INSIGHT INTO MILLENIALS’ CAREER CONCERNS AND PRIORITIES

MENLO PARK, CA, November 12, 2007 — Baby boomers and Generation Y (broadly
defined as those born between 1979 and 1999) may have less of a generation gap
than one might assume. New research from Robert Half International and Yahoo!
HotJobs reveals that Millennials share many of the same concerns as more tenured
workers when it comes to saving for retirement, finding a solid healthcare plan
and achieving work-life balance. However, Millennials aren’t concerned only with
the benefits their employers provide. They also expect a lot from their company
leaders and look to them as partners in success and job satisfaction.

In a just-released guide, What Millennial Workers Want: How to Attract
and Retain Gen Y Employees
, Robert Half International and Yahoo! HotJobs
examine the professional priorities of the most senior members of Generation Y —
those who have already started a career or will soon start one. More than 1,000
adults ages 21 to 28 were polled for the project.

“The research depicts a pragmatic, future-oriented generation that holds many
of the same values as its predecessors,” said Reesa Staten, senior vice
president and director of workplace research for Robert Half International.
“Yet, certain distinctive qualities, such as a desire for very frequent feedback
from their managers, are unique to this generation. Generation Y expects a lot
of its leaders. Making sure supervisors of Gen Y professionals have supportive
management styles can go a long way in attracting and retaining these workers,
who will play a greater role in organizations as more baby boomers retire.”

Big expectations of company leaders
Survey respondents
rated working with a boss they respect and can learn from as the most important
aspect of their work environment, ahead of having a nice office space, a short
commute or working for a socially responsible company. Those surveyed also
indicated that they expect more “face time” from their supervisors than a weekly
status meeting. The majority of Gen Yers (60 percent) want to hear from their
managers at least once a day.

Redefining a successful future
Most survey respondents
appeared optimistic about the future, but this isn’t a group whose idealism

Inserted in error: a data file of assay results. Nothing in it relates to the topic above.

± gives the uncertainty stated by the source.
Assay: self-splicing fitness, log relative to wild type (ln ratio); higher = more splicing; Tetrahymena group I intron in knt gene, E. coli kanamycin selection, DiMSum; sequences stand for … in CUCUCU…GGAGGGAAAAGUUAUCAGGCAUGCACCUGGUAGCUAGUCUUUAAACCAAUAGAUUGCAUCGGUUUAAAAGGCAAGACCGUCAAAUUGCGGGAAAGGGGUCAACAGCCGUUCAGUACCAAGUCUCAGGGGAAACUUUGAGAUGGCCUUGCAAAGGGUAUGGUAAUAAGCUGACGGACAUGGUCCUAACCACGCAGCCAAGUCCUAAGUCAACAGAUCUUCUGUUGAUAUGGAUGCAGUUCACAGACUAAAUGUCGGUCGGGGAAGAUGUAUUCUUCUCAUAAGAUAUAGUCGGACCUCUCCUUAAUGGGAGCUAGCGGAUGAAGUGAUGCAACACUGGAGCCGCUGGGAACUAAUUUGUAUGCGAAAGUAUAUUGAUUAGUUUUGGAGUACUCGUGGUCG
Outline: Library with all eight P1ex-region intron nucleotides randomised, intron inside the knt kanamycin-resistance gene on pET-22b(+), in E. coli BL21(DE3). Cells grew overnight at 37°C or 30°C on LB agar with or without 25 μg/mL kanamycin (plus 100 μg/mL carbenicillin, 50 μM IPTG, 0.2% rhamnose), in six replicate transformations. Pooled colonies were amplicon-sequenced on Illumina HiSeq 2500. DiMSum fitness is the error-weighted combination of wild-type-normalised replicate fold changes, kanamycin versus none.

overshadows practical concerns, according to the study. When evaluating job
opportunities, for example, the research shows that salary, benefits and room
for professional growth are top concerns for this group. While 46 percent of Gen
Yers consider their career prospects better than previous generations, many
respondents feel they also will have to save more money for retirement and study
harder than generations past. In fact, nearly three out of four (73 percent) Gen
Yers surveyed said they will likely go back to school to obtain another academic
degree or certification.

A corner office or impressive job title doesn’t equal success for Gen Y, the
survey results suggest. In fact, respondents ranked “a more prestigious job
title” last among seven factors that would prompt them to leave their current
positions. Opportunities for professional growth and advancement rated a greater
career priority, the research shows.

Keeping their options open
Like most employees, Gen Yers
crave challenge on the job. The top factors that would tempt Gen Yers to look
for greener pastures are added pay and benefits, opportunities for advancement,
and more interesting work. Even firms that provide some of these incentives may
not be able to keep Gen Y staff members for the long term. Four out of 10
respondents said they plan to stay at their job up to two years; only one in
five foresees staying at his/her current job six years or longer.

“Millennials never stop marketing themselves,” said Tom Musbach, managing
editor, Yahoo! HotJobs. “This means companies must constantly be in recruiting
mode with current employees.”

 

Survey Methodology
The survey was conducted in the second
quarter of 2007 by an independent research firm. It includes a total of 1,007
web interviews of people 21 to 28 years old who are employed full-time or
part-time, and have college degrees or are currently attending college. Among
those surveyed, 505 were males, and 502 were females.

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